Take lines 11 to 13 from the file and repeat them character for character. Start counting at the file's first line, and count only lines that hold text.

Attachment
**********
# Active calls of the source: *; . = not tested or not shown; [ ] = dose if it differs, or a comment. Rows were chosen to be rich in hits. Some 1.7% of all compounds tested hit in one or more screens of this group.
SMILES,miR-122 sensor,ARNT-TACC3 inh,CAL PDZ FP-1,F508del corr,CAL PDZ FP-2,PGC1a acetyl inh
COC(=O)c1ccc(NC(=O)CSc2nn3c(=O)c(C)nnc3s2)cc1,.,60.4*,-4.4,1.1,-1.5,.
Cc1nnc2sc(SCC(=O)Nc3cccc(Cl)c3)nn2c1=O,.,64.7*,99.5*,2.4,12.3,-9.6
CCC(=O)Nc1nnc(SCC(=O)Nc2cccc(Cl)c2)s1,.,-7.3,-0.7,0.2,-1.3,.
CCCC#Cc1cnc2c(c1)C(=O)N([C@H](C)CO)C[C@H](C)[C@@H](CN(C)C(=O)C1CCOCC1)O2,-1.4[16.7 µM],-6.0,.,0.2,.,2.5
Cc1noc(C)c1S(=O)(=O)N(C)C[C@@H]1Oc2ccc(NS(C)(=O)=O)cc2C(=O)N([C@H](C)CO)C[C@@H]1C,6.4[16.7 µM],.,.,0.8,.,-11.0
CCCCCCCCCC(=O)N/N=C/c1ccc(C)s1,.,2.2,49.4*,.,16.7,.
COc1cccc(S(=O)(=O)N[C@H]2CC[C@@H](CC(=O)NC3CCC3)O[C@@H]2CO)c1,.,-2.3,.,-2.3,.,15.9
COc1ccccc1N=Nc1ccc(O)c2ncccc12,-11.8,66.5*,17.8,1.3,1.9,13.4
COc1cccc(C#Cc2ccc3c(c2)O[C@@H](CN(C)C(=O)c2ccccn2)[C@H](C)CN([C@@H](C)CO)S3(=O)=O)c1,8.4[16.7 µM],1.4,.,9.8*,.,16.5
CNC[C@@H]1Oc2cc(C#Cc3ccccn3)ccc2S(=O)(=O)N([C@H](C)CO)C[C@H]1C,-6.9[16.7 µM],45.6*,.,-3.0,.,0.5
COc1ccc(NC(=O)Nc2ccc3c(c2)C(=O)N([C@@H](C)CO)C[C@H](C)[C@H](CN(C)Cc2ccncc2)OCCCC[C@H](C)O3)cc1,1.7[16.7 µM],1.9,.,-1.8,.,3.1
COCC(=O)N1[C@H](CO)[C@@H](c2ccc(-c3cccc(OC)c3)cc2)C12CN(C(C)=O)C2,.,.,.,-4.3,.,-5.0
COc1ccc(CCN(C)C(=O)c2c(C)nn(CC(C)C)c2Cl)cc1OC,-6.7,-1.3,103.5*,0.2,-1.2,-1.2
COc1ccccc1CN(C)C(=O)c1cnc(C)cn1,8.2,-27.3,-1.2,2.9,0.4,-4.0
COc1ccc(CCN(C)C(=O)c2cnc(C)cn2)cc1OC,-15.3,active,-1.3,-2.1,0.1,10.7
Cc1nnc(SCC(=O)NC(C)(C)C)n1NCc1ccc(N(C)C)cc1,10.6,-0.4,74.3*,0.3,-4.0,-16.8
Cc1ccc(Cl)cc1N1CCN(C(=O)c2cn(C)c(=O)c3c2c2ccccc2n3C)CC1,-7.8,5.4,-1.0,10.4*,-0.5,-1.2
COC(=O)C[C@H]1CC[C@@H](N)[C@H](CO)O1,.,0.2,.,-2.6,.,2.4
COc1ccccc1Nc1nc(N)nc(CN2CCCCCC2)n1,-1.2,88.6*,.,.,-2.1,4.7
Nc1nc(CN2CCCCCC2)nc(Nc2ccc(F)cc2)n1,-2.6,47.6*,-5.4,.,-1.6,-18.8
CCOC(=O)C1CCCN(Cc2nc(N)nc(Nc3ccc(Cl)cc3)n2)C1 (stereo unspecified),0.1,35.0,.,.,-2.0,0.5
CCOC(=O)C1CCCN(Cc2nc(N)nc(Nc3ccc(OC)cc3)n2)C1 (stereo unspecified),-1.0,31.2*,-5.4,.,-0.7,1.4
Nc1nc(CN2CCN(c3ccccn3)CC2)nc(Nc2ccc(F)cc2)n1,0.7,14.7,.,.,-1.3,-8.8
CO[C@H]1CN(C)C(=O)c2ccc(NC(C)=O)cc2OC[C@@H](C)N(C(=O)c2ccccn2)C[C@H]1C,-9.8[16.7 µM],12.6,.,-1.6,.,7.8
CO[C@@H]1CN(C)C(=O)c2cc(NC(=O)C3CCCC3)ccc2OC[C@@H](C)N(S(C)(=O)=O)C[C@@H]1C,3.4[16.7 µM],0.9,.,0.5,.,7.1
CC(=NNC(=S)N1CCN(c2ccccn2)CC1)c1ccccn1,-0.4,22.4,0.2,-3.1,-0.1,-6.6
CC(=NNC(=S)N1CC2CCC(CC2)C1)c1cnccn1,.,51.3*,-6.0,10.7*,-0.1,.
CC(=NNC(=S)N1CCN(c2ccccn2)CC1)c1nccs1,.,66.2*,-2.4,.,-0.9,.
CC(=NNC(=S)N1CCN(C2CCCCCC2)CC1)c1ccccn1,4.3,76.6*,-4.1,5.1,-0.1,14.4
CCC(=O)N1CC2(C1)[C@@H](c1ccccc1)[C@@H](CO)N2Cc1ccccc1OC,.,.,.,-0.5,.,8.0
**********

COc1cccc(C#Cc2ccc3c(c2)O[C@@H](CN(C)C(=O)c2ccccn2)[C@H](C)CN([C@@H](C)CO)S3(=O)=O)c1,8.4[16.7 µM],1.4,.,9.8*,.,16.5
CNC[C@@H]1Oc2cc(C#Cc3ccccn3)ccc2S(=O)(=O)N([C@H](C)CO)C[C@H]1C,-6.9[16.7 µM],45.6*,.,-3.0,.,0.5
COc1ccc(NC(=O)Nc2ccc3c(c2)C(=O)N([C@@H](C)CO)C[C@H](C)[C@H](CN(C)Cc2ccncc2)OCCCC[C@H](C)O3)cc1,1.7[16.7 µM],1.9,.,-1.8,.,3.1